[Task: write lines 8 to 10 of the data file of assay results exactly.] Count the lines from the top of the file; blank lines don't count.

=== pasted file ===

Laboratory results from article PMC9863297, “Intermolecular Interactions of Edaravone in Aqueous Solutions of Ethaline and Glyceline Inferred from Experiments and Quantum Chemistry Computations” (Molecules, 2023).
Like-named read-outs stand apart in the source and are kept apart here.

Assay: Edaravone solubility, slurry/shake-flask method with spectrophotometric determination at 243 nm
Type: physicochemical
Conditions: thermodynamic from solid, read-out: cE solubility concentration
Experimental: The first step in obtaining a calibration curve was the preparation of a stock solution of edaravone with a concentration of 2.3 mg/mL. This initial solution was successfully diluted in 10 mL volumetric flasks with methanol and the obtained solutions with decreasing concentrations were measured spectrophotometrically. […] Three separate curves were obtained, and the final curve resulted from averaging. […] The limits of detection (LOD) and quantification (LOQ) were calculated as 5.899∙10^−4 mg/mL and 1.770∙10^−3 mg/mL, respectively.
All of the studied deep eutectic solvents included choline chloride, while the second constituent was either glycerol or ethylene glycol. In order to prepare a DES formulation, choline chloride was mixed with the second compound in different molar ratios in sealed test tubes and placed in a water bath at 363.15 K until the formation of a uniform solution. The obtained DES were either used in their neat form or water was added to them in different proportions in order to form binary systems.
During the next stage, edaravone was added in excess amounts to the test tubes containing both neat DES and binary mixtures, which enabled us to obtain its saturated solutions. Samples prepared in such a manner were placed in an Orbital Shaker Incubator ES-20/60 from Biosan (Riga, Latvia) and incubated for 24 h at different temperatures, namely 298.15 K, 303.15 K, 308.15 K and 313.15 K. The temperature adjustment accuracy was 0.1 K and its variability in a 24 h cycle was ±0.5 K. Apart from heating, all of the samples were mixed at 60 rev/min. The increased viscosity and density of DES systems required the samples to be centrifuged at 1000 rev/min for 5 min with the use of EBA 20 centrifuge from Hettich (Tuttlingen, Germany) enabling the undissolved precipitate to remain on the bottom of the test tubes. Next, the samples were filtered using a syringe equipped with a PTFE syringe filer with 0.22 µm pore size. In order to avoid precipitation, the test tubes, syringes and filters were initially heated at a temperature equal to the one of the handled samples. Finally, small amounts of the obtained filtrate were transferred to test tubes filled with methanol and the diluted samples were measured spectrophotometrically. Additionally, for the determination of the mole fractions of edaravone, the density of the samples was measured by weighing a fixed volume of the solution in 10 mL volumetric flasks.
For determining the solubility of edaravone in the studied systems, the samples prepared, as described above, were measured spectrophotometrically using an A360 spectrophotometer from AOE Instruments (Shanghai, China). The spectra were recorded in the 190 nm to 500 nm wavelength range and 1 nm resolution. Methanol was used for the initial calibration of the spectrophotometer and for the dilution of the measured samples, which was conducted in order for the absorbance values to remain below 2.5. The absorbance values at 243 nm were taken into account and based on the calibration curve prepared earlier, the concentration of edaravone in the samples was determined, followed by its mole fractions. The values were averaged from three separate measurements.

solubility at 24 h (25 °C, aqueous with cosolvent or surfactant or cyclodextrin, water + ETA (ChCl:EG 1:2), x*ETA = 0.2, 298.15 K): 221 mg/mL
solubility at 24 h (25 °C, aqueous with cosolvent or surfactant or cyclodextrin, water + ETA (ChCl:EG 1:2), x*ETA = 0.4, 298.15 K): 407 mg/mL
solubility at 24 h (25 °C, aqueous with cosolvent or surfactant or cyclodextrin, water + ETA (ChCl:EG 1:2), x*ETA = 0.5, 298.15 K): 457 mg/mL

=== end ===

During the next stage, edaravone was added in excess amounts to the test tubes containing both neat DES and binary mixtures, which enabled us to obtain its saturated solutions. Samples prepared in such a manner were placed in an Orbital Shaker Incubator ES-20/60 from Biosan (Riga, Latvia) and incubated for 24 h at different temperatures, namely 298.15 K, 303.15 K, 308.15 K and 313.15 K. The temperature adjustment accuracy was 0.1 K and its variability in a 24 h cycle was ±0.5 K. Apart from heating, all of the samples were mixed at 60 rev/min. The increased viscosity and density of DES systems required the samples to be centrifuged at 1000 rev/min for 5 min with the use of EBA 20 centrifuge from Hettich (Tuttlingen, Germany) enabling the undissolved precipitate to remain on the bottom of the test tubes. Next, the samples were filtered using a syringe equipped with a PTFE syringe filer with 0.22 µm pore size. In order to avoid precipitation, the test tubes, syringes and filters were initially heated at a temperature equal to the one of the handled samples. Finally, small amounts of the obtained filtrate were transferred to test tubes filled with methanol and the diluted samples were measured spectrophotometrically. Additionally, for the determination of the mole fractions of edaravone, the density of the samples was measured by weighing a fixed volume of the solution in 10 mL volumetric flasks.
For determining the solubility of edaravone in the studied systems, the samples prepared, as described above, were measured spectrophotometrically using an A360 spectrophotometer from AOE Instruments (Shanghai, China). The spectra were recorded in the 190 nm to 500 nm wavelength range and 1 nm resolution. Methanol was used for the initial calibration of the spectrophotometer and for the dilution of the measured samples, which was conducted in order for the absorbance values to remain below 2.5. The absorbance values at 243 nm were taken into account and based on the calibration curve prepared earlier, the concentration of edaravone in the samples was determined, followed by its mole fractions. The values were averaged from three separate measurements.

solubility at 24 h (25 °C, aqueous with cosolvent or surfactant or cyclodextrin, water + ETA (ChCl:EG 1:2), x*ETA = 0.2, 298.15 K): 221 mg/mL